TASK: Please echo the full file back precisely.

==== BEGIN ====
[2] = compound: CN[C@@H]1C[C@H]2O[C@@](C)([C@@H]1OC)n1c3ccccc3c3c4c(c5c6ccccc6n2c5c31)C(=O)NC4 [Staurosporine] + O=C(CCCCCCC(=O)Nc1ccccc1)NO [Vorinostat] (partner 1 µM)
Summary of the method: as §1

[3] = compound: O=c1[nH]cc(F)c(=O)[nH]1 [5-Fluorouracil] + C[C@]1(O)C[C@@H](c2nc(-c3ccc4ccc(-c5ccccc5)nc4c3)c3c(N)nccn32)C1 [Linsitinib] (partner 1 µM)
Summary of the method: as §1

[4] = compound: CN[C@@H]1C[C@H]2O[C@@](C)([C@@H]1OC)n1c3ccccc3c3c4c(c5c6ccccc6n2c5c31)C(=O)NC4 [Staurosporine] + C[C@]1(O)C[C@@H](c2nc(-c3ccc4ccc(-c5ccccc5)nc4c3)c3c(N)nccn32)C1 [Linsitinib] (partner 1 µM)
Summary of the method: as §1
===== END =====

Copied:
[2] = compound: CN[C@@H]1C[C@H]2O[C@@](C)([C@@H]1OC)n1c3ccccc3c3c4c(c5c6ccccc6n2c5c31)C(=O)NC4 [Staurosporine] + O=C(CCCCCCC(=O)Nc1ccccc1)NO [Vorinostat] (partner 1 µM)
Summary of the method: as §1

[3] = compound: O=c1[nH]cc(F)c(=O)[nH]1 [5-Fluorouracil] + C[C@]1(O)C[C@@H](c2nc(-c3ccc4ccc(-c5ccccc5)nc4c3)c3c(N)nccn32)C1 [Linsitinib] (partner 1 µM)
Summary of the method: as §1

[4] = compound: CN[C@@H]1C[C@H]2O[C@@](C)([C@@H]1OC)n1c3ccccc3c3c4c(c5c6ccccc6n2c5c31)C(=O)NC4 [Staurosporine] + C[C@]1(O)C[C@@H](c2nc(-c3ccc4ccc(-c5ccccc5)nc4c3)c3c(N)nccn32)C1 [Linsitinib] (partner 1 µM)
Summary of the method: as §1